Directive on Copyright in the Digital Single Market

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Directive 52016PC0593
European Union directive
Text with EEA relevance
Title Directive on Copyright in the Digital Single Market
Made under Articles 53(1), 62 and 114
Preparative texts
Commission proposal COM/2016/0593 final - 2016/0280 (COD)
EESC opinion OJ C 125, 21.4.2017, p. 27–33 (BG, ES, CS, DA, DE, ET, EL, EN, FR, HR, IT, LV, LT, HU, MT, NL, PL, PT, RO, SK, SL, FI, SV)
EP opinion
Other legislation
Amends Database Directive (Directive 96/9)
Copyright Directive (Directive 2001/29/EC)

The Directive on Copyright in the Digital Single Market 2016/0280(COD), also known as the EU Copyright Directive,[1] is a proposed European Union directive intended to harmonise aspects of the European Union copyright law and moved towards a Digital Single Market.[2][3][4] First introduced by the European Parliament Committee on Legal Affairs on 20 June 2018, the directive was approved by the European Parliament on 12 September 2018, and will enter formal Trilogue discussions that are expected to conclude in January 2019. If formalised, each of the EU's member countries would then be required to enact laws to support the directive.[5]

The European Council describe their key goals as protecting press publications, reducing the "value gap" between the profits made by internet platforms and content creators, encouraging "collaboration" between these two groups, and creating copyright exceptions for text and data mining.[6] The directive's specific proposals include giving press publishers direct copyright over use of their publications by internet platforms such as online news aggregators (Article 11) and requiring websites who primarily host content posted by users to take "effective and proportionate" measures to prevent unauthorised postings of copyrighted content or be liable for their users' actions (Article 13).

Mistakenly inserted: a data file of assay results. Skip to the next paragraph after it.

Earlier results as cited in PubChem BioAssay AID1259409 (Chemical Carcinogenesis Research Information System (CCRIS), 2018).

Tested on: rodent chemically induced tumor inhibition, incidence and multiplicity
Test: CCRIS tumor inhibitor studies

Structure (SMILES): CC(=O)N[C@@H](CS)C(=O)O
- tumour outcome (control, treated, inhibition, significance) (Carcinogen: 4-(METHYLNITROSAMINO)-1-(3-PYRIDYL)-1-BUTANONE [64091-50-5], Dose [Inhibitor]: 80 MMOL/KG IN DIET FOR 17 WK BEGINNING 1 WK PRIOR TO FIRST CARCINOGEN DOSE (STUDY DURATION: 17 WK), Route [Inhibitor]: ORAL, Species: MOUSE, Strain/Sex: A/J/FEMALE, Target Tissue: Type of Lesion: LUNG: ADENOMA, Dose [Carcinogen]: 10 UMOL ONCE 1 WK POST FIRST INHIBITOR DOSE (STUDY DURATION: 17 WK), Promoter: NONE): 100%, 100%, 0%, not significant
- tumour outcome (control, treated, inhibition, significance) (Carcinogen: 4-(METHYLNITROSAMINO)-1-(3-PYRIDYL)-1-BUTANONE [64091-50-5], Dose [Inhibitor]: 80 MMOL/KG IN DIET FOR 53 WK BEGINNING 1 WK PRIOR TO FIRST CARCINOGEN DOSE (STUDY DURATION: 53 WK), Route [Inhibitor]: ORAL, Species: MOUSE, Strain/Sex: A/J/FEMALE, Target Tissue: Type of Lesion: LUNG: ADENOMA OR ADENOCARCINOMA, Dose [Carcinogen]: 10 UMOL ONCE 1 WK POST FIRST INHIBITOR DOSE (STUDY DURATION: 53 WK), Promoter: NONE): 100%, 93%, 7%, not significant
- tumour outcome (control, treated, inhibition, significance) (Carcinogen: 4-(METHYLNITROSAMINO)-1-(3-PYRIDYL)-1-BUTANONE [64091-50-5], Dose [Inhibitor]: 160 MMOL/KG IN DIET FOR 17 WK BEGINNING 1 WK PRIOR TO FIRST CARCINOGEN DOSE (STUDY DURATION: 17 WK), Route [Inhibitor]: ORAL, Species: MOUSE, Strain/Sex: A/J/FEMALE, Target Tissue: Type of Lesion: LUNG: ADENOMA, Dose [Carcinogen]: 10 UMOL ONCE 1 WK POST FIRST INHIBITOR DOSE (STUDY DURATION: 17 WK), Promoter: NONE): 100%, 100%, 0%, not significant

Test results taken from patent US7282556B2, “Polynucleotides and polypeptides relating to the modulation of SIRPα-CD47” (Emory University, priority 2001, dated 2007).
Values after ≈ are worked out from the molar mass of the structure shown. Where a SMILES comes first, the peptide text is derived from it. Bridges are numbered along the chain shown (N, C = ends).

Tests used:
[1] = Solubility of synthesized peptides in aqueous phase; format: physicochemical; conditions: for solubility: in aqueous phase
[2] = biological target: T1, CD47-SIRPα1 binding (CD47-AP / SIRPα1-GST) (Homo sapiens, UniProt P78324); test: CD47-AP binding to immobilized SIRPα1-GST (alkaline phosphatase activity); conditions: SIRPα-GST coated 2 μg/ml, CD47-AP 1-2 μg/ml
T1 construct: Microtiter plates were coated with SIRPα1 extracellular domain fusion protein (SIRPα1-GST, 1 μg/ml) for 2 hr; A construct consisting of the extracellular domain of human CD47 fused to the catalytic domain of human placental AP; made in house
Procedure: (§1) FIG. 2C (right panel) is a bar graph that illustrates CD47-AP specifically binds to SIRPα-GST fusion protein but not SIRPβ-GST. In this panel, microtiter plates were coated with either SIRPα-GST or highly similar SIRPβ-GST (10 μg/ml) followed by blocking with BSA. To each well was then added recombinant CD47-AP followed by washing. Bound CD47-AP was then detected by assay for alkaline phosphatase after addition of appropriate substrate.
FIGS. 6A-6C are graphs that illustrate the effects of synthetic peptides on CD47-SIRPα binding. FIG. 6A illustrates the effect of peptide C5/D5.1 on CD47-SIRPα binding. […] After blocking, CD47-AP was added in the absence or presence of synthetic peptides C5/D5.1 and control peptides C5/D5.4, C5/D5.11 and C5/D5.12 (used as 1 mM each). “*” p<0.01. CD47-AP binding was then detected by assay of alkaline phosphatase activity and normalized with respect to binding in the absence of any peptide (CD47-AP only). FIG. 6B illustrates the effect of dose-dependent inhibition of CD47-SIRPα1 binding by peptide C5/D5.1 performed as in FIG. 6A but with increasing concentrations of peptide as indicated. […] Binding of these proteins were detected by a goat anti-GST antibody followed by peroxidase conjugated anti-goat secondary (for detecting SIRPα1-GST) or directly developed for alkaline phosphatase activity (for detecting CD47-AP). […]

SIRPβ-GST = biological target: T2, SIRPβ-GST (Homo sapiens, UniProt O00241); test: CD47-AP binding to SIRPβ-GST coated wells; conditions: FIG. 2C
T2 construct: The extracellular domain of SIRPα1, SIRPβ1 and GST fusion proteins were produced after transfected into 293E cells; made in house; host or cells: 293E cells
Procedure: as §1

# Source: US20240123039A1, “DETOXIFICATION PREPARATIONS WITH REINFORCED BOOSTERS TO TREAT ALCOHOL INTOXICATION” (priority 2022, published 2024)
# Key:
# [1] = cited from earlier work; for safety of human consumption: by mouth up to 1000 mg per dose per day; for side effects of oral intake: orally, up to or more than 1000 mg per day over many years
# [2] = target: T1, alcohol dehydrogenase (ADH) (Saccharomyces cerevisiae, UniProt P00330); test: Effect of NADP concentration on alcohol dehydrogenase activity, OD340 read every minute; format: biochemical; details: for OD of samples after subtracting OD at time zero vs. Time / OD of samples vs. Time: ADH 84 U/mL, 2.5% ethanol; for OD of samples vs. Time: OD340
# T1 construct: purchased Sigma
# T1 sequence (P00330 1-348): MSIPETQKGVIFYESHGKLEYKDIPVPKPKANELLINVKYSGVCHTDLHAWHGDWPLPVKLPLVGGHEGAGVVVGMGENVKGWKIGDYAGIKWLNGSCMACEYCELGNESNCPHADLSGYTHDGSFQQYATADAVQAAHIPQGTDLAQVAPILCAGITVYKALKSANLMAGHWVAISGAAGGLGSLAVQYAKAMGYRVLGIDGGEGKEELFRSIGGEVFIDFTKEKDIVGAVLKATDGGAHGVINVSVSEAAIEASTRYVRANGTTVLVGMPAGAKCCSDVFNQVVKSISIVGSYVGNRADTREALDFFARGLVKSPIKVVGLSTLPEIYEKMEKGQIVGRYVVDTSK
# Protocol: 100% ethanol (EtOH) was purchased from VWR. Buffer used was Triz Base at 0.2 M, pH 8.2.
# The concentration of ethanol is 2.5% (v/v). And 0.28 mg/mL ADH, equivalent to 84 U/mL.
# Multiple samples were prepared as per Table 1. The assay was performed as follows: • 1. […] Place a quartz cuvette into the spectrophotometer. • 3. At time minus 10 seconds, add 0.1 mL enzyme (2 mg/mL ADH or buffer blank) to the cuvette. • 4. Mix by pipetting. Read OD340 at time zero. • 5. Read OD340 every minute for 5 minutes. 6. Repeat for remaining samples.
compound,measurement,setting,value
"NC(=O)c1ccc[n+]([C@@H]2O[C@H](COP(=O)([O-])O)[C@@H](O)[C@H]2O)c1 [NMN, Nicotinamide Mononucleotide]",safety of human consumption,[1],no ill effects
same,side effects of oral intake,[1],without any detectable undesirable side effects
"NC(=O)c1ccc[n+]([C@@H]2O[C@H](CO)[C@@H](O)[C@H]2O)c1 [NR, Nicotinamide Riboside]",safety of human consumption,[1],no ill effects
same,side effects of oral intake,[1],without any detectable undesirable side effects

Articles 11 and 13 have attracted widespread criticism from European and American parties. Article 11 has been criticised as a "link tax" which would require websites "to obtain a license before linking to news stories",[7] and Article 13 as a "meme ban", on the basis that the content-matching technologies employed to meet its requirements cannot identify fair dealing such as parody.[8] Supporters of the directive, largely media groups and publishers, reject these arguments and claim that a disinformation and astroturfing campaign is being carried out by big internet platforms who benefit from the status quo, such as Google.[9][10][11][12]



The European Union (EU)'s first attempt to unify copyrights in light of digital technologies was adopted in 2001 as the Copyright Directive 2001/29/EC.[13] The Directive's major objectives were to harmonize EU legislation with international law (as set by the 1996 World Intellectual Property Organization treaties), to strengthen intellectual property protection, to reduce conflicts in copyright laws between member states, and to assure adequate remuneration to content producers.[14] While some parts of the 2001 Directive were effective, other parts of the directive were not satisfactory for the current digital market long after its implementation. In 2012, the European Commission (EC) announced that they would be reviewing the 2001 Directive and having stakeholder discussions in light of several issues raised with failed copyright proposals from those in the European Commissioner for Internal Market and Services position.[15] The EC took public comments from December 2013 through March 2014, and published its first report on the state of the EU copyright law in July 2014.[16]

Shortly thereafter, Jean-Claude Juncker was elected to the President of the European Commission and took office in November 2014.[17] In his campaign position, Juncker saw the potential to improve the EU's financial status by harmonising the various digital marketplaces among member nations to create job opportunities and drive a knowledge-based society. Juncker placed Andrus Ansip as Vice-President for the Digital Single Market within the EC that year, tasked with working with the European Commissioner for Digital Economy and Society (at the time, Günther Oettinger) and other sections within the EC to come up with the necessary legislative steps that would be required to implement a Digital Single Market.[18] Initial plans for the legislative steps and their potential impact were announced by the EC in May 2015. Ansip stated that by the implementation of a Digital Single Market, they could increase the European gross domestic product by as much as 415 billion per year.[19][20] The European Parliament, following up on a report on the state of European Copyright from MEP Julia Reda that identified several inadequacies of the 2001 Copyright Directive, affirmed support for the EC's goal of a Digital Single Market as well as supporting an initiative with the EP for similar copyright reform.[21] The EC subsequently began working on establishing the legal framework by the end of 2015.[22]